INCREASED OILFIELD TRANSPORTATION ACCIDENTS
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Increased Oilfield Transportation Accidents
he Permian Basin is the oil hub of the state. The first oil well in this region was discovered in the Midland almost a hundred years ago. Consequently, the Midland area and other nearby areas such as Odessa witnessed an unprecedented oil boom, which attracted a large number of workers from others parts of the United States. The otherwise barren landscape was transformed into a network of roads. Since then, the region has only progressed. Oil production in the area has surged to the levels witnessed during the 80s and this has resulted in increased trucking traffic, which has already strained the region’s roads.
The region’s existing infrastructure has proved to be insufficient to handle this amplified oil activity. Now new pipelines are being laid and this means congestion and traffic jams will only worsen. It’ll probably result in more traffic-related accidents. There is another aspect to this problem. The long working hours and the stressful working environment are important reasons behind the rising driving-related accidents. It has often been reported that fatigue takes its toll on drivers who sleep during driving, leading to a fatal crash. These problems will only aggravate post greater trucking traffic in the Midland and Odessa region.
Statistics tell sorrowing tale
So what does the oil boom mean for the region? Though the area has witnessed a huge economic upsurge, the risk of traffic accidents too has grown even more. The closest impact of the oil boom is seen on the roadways connecting the oil rigs where more crashes and mishaps are taking place. When the amount of traffic spikes on roads, so does the number of crashes.
According to Houston Chronicle, between 2009-2013, traffic-related fatalities rose up to 8 percent. On the other hand, casualties on account of similar reasons in other states declined, whereas crashes involving commercial vehicle shot up in Texas . The Midland and Odessa region too has to its name a significant proportion of these accidents.
Motor vehicle-related fatalities in the West Texas counties associated with the Permian Basin swelled by more than 50 percent from 2009-2013. The number of deaths increased by 11 percent in Eagle Ford as well as Barnett Shale counties; according to subtotals, the Houston Chronicle did computing and comparing for each multicounty area based on the Texas Department of Transportation crash data. The data pertaining to the Urban Midland County is no less scary where traffic fatalities registered a whopping 47% increment.
Many Midland and Odessa transportation companies, however, have launched an in-depth and extensive driver training program to uphold the safety standards. You can gain access to inexpensive driving simulation software, track a driver’s progress, prevent speeding, and enforce the seatbelt rule in real time.
The Midland Crash Report
2010: This was the year when the second phase of the oil boom just started and the area had a total of 2,963 accidents that resulted in 835 injuries and 16 deaths.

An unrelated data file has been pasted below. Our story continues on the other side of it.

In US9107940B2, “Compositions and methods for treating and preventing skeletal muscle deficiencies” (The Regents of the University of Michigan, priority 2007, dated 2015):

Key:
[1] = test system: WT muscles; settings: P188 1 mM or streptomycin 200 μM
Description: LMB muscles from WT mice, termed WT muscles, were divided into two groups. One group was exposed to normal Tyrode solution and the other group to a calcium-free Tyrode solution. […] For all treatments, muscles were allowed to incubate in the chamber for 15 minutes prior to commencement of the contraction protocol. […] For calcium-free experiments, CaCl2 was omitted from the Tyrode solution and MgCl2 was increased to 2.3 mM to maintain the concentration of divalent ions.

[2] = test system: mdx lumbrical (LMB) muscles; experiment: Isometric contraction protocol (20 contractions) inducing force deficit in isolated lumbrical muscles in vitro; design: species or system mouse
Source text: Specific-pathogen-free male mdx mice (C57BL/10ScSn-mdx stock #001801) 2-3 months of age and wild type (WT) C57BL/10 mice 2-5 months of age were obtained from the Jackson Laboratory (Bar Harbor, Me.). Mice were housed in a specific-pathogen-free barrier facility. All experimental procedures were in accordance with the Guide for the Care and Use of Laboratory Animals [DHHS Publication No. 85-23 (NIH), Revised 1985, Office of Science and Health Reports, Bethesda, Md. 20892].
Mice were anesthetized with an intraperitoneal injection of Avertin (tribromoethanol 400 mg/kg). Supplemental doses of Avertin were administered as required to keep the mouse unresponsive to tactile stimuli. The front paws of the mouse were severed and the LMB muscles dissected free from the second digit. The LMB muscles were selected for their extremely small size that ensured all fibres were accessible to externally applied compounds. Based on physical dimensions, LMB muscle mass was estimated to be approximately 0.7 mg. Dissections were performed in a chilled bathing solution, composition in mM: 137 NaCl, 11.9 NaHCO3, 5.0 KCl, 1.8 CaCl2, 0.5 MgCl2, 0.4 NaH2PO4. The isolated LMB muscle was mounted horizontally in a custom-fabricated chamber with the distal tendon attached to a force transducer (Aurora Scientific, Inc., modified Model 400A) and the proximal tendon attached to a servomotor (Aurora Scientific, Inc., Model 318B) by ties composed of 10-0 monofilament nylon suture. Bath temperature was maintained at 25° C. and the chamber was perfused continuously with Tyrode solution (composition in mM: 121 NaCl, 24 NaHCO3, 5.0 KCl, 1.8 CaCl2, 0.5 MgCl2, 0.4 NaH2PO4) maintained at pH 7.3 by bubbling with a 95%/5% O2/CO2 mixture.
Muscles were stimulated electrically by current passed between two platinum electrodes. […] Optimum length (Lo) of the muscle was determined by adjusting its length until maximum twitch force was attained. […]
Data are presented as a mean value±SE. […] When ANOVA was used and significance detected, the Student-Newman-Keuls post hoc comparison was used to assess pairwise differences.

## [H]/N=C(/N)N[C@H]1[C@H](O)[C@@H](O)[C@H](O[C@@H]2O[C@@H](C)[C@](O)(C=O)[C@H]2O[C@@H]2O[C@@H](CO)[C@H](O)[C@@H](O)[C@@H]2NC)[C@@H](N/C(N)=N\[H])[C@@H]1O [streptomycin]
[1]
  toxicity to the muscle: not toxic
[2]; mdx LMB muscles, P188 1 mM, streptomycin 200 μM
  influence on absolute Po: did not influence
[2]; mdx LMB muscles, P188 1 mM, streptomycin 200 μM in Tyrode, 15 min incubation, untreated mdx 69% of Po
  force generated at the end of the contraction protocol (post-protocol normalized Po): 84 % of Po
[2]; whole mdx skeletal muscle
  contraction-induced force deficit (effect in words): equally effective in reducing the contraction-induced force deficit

2011: The traffic kept increasing, and so did the number of accidents. The accidents shot up to 3,279 that resulted in 1,160 injuries and six deaths.
2012: Traffic accidents rose to 3,723 causing 1,100 injuries and 16 deaths.
2013: There was a minor decrease this year and the number of accidents fell to 3 with the death toll clocking 520 and the figure of the injured reaching 1,120.
2014: This was the worst year since the oil boom started. Traffic accidents peaked to 4,013 comprising 1,284 injuries and 24 deaths.
2015: This was again one of the worst years in terms of traffic-related fatalities. 3,602 crashes resulted in 10 deaths and a record 1,317 injuries.
2016: There was a minor reduction in traffic accidents this year that decreased to 3,228 constituting 1,102 injuries and 11 deaths.
In order to keep pace with the freaking boom, oil companies are in dire need of more truck drivers. There are many truck drivers who lost their jobs and are reluctant to return to the industry, resulting in a shortage of truckers. This could pose a real threat to motorists and car owners. The shortage of truckers will force oil companies to hire inexperienced and untrained drivers to meet the demand, but this will only cause the problem of traffic-related accidents to aggravate. Higher oil production will put even more pressure on drivers to deliver oil faster and that would mean skipping the essential rest breaks.
The traffic congestion in the Odessa region has witnessed a spike recently on most of the local routes and interconnecting highways. The problem can be tackled by enforcing stiff safety regulations and increasing the supply of trained drivers. Drivers should be trained to read stop signs, yield signs, traffic lights, and other signals to maintain smooth and safe flow of traffic. Obeying rules can save many lives. Therefore, there’s an urgent need to regulate the shift hours of drivers as fatigue caused by extended driving is responsible for a majority of deaths. Because of longer hours, the risk of falling asleep simply increases.
Following these simple safety measures can reduce the chances of accidents on roads. However, you can’t possibly stay rest assured that others too will drive safely.
In case you are hit because of the mistake of someone else and wondering what to do next, come and talk to us at L.Clayton Burgess. Our experienced attorneys will provide proper consultation. Our initial legal advice is absolutely FREE.
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